ACC presidents vote to add Louisville
Posted November 28, 2012
Updated November 29, 2012
The Atlantic Coast Conference's presidents and chancellors have voted unanimously to add Louisville as the replacement for Maryland.
"With the addition of the University of Louisville, the ACC continues to be well positioned for the future competing at the highest level in all facets of the collegiate experience," said the ACC Council of Presidents in a joint statement. "The ACC continues to be a vibrant conference that remains steadfast in its commitment to balancing academics and athletics."
Sources indicated that the ACC leaders also considered Connecticut and Cincinnati over the past week before choosing to add the Cardinals from the Big East.
"The University of Louisville will be a terrific member of the Atlantic Coast Conference," said University of North Carolina Chancellor Holden Thorp, chair of the ACC Council of Presidents. "We welcome them as full partners into the ACC."
The vote came during a conference call of ACC presidents and chancellors early Wednesday morning.
"When it became apparent to us that we needed to make a move, the ACC is the perfect fit for us and we are so elated to be joining this prestigious conference," said Tom Jurich, Louisville Vice President and Director of Athletics. "This will open so many more doors for us both athletically for all of our sports programs, and academically for our university. What I really like about this move is it's terrific for our fans, with the proximity of the institutions and we never have to leave the Eastern time zone."
It's unclear exactly when Louisville will join the ACC. The Cardinals will be the seventh Big East school to leave for the ACC in the past decade. Maryland is expected to depart the ACC in 2014, the same year that Tulane will join the Big East as a full member and East Carolina will join the Big East as a football-only member. Rutgers will also be leaving the Big East in 2014.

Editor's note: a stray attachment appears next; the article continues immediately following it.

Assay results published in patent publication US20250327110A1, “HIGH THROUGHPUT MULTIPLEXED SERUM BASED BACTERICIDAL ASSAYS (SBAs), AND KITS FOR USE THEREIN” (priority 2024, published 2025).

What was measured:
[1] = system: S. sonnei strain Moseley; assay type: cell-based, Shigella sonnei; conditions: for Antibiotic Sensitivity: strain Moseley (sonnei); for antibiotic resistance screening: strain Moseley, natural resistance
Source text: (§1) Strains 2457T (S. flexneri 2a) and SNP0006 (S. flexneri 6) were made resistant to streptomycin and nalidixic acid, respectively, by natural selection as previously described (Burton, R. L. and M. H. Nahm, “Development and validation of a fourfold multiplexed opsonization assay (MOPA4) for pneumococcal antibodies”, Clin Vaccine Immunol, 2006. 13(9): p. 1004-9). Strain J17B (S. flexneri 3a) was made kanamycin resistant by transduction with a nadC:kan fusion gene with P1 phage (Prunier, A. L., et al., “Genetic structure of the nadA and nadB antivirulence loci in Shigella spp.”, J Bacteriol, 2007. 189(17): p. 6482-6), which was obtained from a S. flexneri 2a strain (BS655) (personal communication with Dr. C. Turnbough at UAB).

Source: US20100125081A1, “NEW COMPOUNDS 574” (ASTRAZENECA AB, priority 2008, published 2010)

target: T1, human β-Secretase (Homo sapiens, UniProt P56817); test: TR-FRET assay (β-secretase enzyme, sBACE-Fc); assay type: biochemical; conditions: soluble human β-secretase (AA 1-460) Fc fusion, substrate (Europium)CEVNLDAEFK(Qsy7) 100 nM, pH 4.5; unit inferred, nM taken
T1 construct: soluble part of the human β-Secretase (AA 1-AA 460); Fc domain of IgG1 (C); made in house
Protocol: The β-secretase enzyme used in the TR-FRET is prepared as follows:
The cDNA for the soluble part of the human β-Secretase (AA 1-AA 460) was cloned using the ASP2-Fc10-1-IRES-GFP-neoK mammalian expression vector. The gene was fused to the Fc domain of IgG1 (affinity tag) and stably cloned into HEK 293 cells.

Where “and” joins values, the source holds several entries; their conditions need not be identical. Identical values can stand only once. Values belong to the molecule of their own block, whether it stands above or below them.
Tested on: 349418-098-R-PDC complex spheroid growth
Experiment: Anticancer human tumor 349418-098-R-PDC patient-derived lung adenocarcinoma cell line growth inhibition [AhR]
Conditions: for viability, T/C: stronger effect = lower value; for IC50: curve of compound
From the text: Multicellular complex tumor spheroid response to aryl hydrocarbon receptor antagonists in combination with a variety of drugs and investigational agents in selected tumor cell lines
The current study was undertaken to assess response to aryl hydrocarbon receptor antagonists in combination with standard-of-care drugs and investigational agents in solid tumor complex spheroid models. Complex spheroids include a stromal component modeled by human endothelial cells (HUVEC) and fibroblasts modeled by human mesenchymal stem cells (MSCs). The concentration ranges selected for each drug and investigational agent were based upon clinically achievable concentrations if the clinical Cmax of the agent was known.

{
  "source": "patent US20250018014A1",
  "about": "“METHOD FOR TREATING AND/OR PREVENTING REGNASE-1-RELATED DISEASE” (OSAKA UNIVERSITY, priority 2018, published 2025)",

The Big East has a 27-month notification period for any member that wants to leave, and a $5 million exit fee. The Big East has shown a willingness to negotiate, as it did with Pittsburgh and Syracuse, who paid $7.5 million each to get out early.
"With its aggressive approach to excellence in every respect, the University of Louisville will enhance our league's culture and commitment to the cornerstones we were founded on 60 years ago," said ACC Commissioner John Swofford. "The University of Louisville is an outstanding addition to the Atlantic Coast Conference and I commend the Council of Presidents for continuing to position our league for the long-term future. If you look at what has been done over the last 15 months, the ACC has only gotten stronger with the additions of Louisville, Notre Dame, Pitt and Syracuse."
Adding Louisville will bring the ACC to an even 14 full members, with Pittsburgh and Syracuse beginning conference play in 2013.
Two months ago, the ACC announced the addition of Notre Dame for all the conference's sports but football, with the fiercely independent Fighting Irish committing to play five ACC football opponents each season. Most of Notre Dame's non-football sports have competed in the Big East since 1995.
Louisville's addition will add some extra juice to what's already one of the nation's premier conferences for men's basketball.
Louisville, currently ranked No. 5, brings a tradition-rich program to the ACC that has won two national championships and reached its ninth Final Four last season. In addition, Rick Pitino will give the league another marquee coaching name alongside Duke's Mike Krzyzewski, North Carolina's Roy Williams and soon Jim Boeheim of Syracuse.
The school's football program is a win away from earning a BCS berth. Charlie Strong's Cardinals travel to Rutgers on Thursday night for a game in which they could clinch the Big East's BCS bid.
The ACC's decision to add Louisville is a blow for Connecticut, which had been looking for a landing spot since Pittsburgh and Syracuse announced their Big East exits. UConn President Susan Herbst had indicated that an invitation to join that ACC is something the school would welcome.
AP Sports Writer Joedy McCreary in Raleigh, N.C., contributed to this report.